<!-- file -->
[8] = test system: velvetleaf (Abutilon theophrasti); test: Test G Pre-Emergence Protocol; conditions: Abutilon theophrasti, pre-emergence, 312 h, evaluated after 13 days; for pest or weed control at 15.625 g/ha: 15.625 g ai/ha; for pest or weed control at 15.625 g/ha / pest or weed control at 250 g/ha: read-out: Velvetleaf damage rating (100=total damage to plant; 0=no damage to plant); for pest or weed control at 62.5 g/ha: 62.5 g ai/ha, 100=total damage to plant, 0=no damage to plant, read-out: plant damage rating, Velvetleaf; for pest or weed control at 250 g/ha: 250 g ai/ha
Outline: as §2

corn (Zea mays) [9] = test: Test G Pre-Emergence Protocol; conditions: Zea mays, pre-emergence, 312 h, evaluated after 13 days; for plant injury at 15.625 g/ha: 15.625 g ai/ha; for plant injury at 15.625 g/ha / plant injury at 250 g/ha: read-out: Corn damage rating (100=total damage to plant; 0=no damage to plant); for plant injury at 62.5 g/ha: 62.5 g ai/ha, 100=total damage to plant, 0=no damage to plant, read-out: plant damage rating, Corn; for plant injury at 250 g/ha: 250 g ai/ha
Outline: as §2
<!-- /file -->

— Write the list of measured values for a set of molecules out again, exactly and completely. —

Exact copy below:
[8] = test system: velvetleaf (Abutilon theophrasti); test: Test G Pre-Emergence Protocol; conditions: Abutilon theophrasti, pre-emergence, 312 h, evaluated after 13 days; for pest or weed control at 15.625 g/ha: 15.625 g ai/ha; for pest or weed control at 15.625 g/ha / pest or weed control at 250 g/ha: read-out: Velvetleaf damage rating (100=total damage to plant; 0=no damage to plant); for pest or weed control at 62.5 g/ha: 62.5 g ai/ha, 100=total damage to plant, 0=no damage to plant, read-out: plant damage rating, Velvetleaf; for pest or weed control at 250 g/ha: 250 g ai/ha
Outline: as §2

corn (Zea mays) [9] = test: Test G Pre-Emergence Protocol; conditions: Zea mays, pre-emergence, 312 h, evaluated after 13 days; for plant injury at 15.625 g/ha: 15.625 g ai/ha; for plant injury at 15.625 g/ha / plant injury at 250 g/ha: read-out: Corn damage rating (100=total damage to plant; 0=no damage to plant); for plant injury at 62.5 g/ha: 62.5 g ai/ha, 100=total damage to plant, 0=no damage to plant, read-out: plant damage rating, Corn; for plant injury at 250 g/ha: 250 g ai/ha
Outline: as §2